Predictive Emission Monitoring Systems – PEMS – are worldwide recognized as a method for emission monitoring, but it depends on local regulations. Currently, there is no global standard for monitoring emissions. Each country uses different standards, but the most common is the US-EPA and the European standard. In some countries, PEMS can only be used as a backup of CEMS analyzers, and in some countries, PEMS can use as a primary source. The following countries will allow PEMS as a method for monitoring emissions:

  • – US-EPA
  • – Europe
  • – UK
  • – Middle East

 

Benefits of PEMS

Predictive emission monitoring systems – PEMS – can provide significant advantages over traditional manual monitoring methods, including improved accuracy, increased efficiency, and reduced a lot of costs. Below are the key benefits:

Enhanced Accuracy

PEMS uses advanced data analysis methods to predict emissions data. This improved accuracy through the reliability of the data and in that way the organization can make better compliance decisions to avoid costly fines.

Better Performance

PEMS can automate many tasks associated with manual emissions monitoring, like information collection, analysis, and reporting. The benefit is to improve the overall efficiency of the emissions monitoring process.

Seamless Installation

PEMS doesn’t require any complex infrastructure to collect the sample at the stack and handle. It can connect to the plant control systems without the need for additional components (like shelters or field devices), no spare parts needed, and no shutdown required.

Lower Expenses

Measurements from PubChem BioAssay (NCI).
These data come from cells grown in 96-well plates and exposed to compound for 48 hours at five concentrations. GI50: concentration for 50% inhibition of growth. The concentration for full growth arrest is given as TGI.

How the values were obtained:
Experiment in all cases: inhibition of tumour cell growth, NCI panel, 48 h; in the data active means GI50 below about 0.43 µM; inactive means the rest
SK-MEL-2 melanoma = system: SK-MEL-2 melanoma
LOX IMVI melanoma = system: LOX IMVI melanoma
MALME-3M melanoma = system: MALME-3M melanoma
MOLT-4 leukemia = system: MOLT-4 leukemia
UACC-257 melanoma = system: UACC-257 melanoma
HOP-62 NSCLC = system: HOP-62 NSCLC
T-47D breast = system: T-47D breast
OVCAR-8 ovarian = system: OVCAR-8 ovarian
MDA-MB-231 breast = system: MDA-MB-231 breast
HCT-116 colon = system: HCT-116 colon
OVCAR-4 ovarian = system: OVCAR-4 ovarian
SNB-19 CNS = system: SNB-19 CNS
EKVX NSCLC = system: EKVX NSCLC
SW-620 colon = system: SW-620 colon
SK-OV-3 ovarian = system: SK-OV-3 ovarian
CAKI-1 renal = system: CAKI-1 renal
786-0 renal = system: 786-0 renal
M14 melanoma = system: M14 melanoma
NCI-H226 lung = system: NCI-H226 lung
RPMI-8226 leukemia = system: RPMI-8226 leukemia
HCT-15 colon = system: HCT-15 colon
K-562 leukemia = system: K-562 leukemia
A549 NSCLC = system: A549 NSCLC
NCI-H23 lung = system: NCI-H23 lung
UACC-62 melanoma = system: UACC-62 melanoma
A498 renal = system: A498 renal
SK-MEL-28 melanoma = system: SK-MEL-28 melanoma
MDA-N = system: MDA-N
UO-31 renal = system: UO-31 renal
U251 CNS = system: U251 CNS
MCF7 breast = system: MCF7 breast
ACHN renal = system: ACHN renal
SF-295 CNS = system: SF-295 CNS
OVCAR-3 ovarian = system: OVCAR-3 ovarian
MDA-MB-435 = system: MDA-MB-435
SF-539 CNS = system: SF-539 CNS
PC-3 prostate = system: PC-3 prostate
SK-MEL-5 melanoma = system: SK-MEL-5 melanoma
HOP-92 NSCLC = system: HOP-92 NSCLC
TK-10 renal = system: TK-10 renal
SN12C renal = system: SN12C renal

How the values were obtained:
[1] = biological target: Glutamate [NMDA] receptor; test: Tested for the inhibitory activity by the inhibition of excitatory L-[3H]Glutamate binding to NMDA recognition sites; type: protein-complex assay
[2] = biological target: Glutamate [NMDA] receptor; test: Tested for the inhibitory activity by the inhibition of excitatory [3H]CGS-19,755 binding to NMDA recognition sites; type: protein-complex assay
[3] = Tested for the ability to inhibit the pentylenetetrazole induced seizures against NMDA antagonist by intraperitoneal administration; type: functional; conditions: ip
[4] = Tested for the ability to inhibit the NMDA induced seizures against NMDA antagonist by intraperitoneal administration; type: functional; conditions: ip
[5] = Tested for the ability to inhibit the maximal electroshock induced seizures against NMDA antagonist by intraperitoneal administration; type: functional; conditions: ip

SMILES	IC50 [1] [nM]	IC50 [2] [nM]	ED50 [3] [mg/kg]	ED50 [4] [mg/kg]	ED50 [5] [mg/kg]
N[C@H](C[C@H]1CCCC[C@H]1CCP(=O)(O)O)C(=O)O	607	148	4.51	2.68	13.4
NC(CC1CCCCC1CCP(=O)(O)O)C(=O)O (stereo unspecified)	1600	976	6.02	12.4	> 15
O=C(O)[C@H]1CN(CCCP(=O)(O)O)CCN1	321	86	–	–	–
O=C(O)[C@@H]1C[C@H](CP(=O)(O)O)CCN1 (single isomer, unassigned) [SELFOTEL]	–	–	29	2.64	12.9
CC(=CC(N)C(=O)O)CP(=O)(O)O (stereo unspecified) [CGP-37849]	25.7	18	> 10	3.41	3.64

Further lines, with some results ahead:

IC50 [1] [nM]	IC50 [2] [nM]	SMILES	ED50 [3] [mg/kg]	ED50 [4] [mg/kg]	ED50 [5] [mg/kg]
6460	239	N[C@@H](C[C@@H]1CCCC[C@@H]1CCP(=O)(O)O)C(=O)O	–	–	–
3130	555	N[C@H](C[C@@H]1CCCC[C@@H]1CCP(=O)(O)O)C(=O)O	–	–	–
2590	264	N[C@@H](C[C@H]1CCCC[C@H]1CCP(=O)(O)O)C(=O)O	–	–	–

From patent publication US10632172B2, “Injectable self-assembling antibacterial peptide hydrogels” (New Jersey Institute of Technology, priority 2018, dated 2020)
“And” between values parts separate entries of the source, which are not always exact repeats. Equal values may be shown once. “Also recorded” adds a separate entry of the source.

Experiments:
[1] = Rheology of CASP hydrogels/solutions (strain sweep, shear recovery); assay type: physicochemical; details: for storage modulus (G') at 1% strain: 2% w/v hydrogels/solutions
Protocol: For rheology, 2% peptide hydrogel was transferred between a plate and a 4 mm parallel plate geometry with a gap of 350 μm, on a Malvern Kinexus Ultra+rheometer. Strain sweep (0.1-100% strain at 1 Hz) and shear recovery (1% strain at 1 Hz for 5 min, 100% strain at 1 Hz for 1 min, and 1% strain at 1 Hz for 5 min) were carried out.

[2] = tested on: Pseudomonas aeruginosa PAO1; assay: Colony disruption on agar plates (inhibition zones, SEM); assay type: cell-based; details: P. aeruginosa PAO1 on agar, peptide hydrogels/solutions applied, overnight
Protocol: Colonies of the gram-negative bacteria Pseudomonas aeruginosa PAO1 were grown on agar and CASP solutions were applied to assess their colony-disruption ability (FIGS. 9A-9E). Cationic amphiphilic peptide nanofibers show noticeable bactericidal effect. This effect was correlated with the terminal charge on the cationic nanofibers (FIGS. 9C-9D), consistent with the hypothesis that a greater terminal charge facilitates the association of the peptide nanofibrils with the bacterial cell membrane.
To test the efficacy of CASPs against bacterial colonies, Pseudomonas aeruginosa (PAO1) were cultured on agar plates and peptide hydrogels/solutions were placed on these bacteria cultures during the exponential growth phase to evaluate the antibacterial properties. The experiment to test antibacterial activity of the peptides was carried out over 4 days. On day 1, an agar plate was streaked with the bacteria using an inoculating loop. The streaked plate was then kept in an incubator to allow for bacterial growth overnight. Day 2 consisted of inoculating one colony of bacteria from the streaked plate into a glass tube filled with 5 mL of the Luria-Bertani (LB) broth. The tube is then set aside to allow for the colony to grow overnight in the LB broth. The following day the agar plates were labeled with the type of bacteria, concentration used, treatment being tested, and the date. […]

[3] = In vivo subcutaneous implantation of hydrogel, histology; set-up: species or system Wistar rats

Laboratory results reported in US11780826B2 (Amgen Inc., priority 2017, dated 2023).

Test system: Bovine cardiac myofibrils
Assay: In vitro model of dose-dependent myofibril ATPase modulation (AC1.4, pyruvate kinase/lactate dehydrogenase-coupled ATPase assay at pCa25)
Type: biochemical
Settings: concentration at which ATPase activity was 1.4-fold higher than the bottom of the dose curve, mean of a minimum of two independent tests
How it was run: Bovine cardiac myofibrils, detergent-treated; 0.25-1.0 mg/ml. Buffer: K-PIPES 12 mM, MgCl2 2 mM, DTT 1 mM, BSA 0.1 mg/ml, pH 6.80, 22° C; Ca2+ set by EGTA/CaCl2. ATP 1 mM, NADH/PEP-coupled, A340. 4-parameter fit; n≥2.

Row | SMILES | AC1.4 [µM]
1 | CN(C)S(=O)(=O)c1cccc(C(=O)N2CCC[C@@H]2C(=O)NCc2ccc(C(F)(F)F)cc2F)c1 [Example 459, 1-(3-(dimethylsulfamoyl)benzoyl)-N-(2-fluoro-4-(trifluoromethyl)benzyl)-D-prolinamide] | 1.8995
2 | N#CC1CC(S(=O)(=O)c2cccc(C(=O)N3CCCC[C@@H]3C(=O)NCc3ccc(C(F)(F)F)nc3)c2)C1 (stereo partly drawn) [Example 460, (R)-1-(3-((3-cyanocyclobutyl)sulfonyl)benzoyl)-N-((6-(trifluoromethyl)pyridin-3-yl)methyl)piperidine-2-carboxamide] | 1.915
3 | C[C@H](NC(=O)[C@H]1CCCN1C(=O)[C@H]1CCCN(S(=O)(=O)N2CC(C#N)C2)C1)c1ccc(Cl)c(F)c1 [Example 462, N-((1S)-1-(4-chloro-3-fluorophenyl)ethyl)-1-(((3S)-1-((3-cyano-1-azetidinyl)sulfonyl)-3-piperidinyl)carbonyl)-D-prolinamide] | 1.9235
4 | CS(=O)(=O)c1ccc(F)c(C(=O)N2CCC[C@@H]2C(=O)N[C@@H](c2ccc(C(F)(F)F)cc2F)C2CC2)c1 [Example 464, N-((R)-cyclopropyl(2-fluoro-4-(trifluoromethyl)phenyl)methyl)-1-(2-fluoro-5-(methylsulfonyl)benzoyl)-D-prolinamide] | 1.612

PEMS will reduce the costs associated with emissions monitoring by eliminating the need for manual data collection, analysis, and maintenance time. Also, PEMS can predict the emissions over a certain period of time, this can avoid high fines because the organization goes over the set emissions limits.

In the next paragraph, the difference between PEMS and CEMS becomes a lot clearer.

PEMS vs CEMS (advantages and disadvantages)

CEMS vs PEMS
 

Both systems have their own pros and cons. PEMS can help organizations in achieving regulatory compliance applied:

  • – As a primary source without investing in CEMS hardware (this is only possible if the process has no changing fuel properties)
  • – As a cost-effective backup of existing CEMS, increasing the availability.
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Most of the time PEMS will be used as a backup for CEMS analyzers. The benefit is to increase the availability of their CEMS. Through the adoption of PEMS as a backup, the uptime can be increased up to 99.5%. This means high reliability, less maintenance, reduction of costs, and reduction of unplanned downtime.

Steps to install PEMS (Develop, deploy & maintain)

  1. 1. Kick-off meeting (current situation and expected situation)
  2. 2. Data collection (existing data)
  3. 3. Data processing
  4. 4. Model building
  5. 5. Validation
  6. 6. Commissioning
  7. 7. Training
  8. 8. Certification

Predictive emission monitoring systems

Conclusions

With climate change European companies need to reduce their emissions by at least -55% by 2030. This can be very hard for many companies to meet this target. The role of technology in improving the predictability of violations and reducing the impact has a very important role in the coming years.

A predictive emission monitoring system (PEMS) is a good development in air pollution control. There are a lot of benefits of PEMS regarding traditional CEMS. Companies can predict the emissions, and it’s the ease of use, improve efficiency, reduction of operational costs, and avoid high fines in the future.

The combination between PEMS (AML-PEMS) and CEMS (AML-CEMS) would help companies to reduce emissions in an easy and efficient way. This allows managers and operators to make better decisions based on current and expected emission data.

We can help you upgrade your CEMS analyzers (hardware) with our AML-CEMS software to make reports or get started with PEMS today. Contact us to learn more or schedule a 30-minute call with our experts.  Schedule your free call here